Skip to Main Content
Text size: SmallMediumLargeExtra-Large

Chapter 4 Resources


Links Between Oral Health and HP 2010 Leading Health Indicators

Overweight and Obesity

  • Dietary choices, such as frequent consumption of foods that are high in refined sugars, can increase the risk for dental caries. Many of these are eaten as snacks or sweetened beverages.
  • General malnourishment impairs normal growth, development and maintenance of the body’s tissues and organs and impairs immune responses and wound healing. Reduced resistance of oral tissues to disease can lead to increased colonization by oral pathogens and more sustained and severe oral infections.
  • Overweight and obesity raise the risk of illness from Type 2 diabetes, which increases the occurrence and progression of periodontal disease, and sometimes dental caries.

Tobacco Use

  • Tobacco use, especially when combined with alcohol use, is the major risk factor for oral and pharyngeal cancers, accounting for 75 to 90% of these cancers in the U.S. (SEER data).
  • Smoking increases the risk for periodontal disease and alveolar bone loss, and reduces the rate of wound healing.
  • Maternal smoking has been shown to be associated with increased risk for children born with oral clefts.
  • Gingival recession is seen in people who use spit tobacco; the prevalence of these and other lesions increases with increasing duration and frequency of spit tobacco use. The sugar content of spit tobacco also creates increased risk for root caries.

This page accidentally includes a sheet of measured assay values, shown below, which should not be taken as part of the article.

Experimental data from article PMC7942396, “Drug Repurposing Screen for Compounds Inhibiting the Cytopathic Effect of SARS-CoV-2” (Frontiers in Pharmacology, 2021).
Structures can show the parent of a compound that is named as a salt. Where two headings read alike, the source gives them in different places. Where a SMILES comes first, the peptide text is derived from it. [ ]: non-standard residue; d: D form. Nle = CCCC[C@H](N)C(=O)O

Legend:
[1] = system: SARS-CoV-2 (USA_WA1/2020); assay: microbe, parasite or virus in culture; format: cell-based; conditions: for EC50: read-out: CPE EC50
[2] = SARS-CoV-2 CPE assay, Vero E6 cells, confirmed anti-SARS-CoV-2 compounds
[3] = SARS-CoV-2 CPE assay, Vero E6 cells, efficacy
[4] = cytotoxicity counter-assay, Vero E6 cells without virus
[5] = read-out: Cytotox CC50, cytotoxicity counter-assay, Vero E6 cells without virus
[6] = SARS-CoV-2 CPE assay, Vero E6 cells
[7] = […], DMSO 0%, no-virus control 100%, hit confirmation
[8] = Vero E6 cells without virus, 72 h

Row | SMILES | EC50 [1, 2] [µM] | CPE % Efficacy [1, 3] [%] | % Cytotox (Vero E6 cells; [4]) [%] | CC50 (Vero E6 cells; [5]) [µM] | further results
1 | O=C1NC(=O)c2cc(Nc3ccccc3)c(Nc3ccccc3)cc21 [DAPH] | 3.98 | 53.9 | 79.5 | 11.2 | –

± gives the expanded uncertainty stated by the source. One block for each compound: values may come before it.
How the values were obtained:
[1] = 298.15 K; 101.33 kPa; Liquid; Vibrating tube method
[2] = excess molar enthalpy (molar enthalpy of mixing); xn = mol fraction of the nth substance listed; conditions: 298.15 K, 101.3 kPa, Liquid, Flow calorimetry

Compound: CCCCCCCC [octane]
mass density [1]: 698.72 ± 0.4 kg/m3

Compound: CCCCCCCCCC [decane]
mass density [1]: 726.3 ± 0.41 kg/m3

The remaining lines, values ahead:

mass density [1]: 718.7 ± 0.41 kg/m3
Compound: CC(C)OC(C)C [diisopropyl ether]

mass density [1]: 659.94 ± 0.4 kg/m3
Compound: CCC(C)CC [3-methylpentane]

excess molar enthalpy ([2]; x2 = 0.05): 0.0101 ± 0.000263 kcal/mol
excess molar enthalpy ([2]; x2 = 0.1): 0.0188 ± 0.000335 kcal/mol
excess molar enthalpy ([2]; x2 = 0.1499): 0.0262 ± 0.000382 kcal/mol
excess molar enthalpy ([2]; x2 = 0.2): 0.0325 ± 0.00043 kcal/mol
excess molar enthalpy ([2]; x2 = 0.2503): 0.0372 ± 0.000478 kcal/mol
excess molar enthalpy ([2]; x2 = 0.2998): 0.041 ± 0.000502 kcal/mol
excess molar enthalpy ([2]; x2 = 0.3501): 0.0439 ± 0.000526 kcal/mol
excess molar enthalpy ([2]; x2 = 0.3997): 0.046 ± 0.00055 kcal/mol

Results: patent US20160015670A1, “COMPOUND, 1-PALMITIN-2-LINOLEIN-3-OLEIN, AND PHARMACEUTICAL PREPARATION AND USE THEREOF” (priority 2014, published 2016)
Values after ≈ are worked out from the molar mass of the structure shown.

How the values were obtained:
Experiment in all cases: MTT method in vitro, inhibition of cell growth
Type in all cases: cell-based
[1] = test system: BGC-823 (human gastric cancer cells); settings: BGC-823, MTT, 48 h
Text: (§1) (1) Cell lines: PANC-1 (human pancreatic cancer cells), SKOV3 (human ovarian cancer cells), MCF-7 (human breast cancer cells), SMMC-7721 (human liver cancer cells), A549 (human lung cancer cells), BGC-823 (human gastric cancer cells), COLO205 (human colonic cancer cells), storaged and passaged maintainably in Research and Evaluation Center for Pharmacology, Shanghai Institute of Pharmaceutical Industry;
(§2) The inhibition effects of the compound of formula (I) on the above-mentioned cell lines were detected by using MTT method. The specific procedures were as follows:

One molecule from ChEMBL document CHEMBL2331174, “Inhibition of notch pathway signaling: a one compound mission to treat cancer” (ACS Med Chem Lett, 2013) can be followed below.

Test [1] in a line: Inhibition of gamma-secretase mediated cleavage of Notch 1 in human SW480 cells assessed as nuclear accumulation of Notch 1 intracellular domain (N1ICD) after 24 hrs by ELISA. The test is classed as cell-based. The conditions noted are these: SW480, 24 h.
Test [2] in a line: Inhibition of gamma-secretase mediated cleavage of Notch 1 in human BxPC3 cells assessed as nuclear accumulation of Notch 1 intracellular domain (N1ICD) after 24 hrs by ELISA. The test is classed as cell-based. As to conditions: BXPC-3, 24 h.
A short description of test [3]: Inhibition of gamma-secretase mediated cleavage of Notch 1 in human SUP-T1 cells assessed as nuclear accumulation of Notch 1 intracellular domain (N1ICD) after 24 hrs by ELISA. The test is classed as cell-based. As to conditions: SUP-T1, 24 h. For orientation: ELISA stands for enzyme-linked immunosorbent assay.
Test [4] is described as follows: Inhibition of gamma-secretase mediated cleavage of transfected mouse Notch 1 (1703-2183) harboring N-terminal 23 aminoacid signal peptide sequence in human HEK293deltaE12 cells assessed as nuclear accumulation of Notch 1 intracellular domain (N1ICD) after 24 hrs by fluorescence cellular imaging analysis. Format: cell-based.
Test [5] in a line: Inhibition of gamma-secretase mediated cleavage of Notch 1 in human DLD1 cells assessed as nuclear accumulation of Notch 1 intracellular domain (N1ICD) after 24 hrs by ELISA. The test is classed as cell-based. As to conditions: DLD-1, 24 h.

Injury and Violence

  • Wearing protective mouthguards and headgear during sports can effectively prevent severe injuries to the face and mouth.
  • In 1997 and 1998, there were 2.9 million visits to emergency departments from all age groups related to tooth or mouth injuries. Twenty-five percent of these were in children under the age of four. (NCHS 1997)
  • Twenty-five percent of all persons age 6 to 50 have had an injury that resulted in damage to one or more anterior teeth. (Kaste et al, 1996)
  • The leading causes of head and face injuries include falls, assaults, sports injuries and motor vehicle collisions.

Responsible Sexual Behavior

  • Some STDs are transmitted via personal contact or indirect contact with saliva and blood, and some STDs have associated oral lesions that can be detected on oral examination. Gonorrhea, syphilis, trichomoniasis, chlamydia, mononucleosis, HPV and sometimes HIV can be spread via oral sexual contact.

Substance Abuse

  • Alcohol use during pregnancy can lead to birth defects such as fetal alcohol syndrome, which results in significant craniofacial defects and mental retardation.

Access to Health Care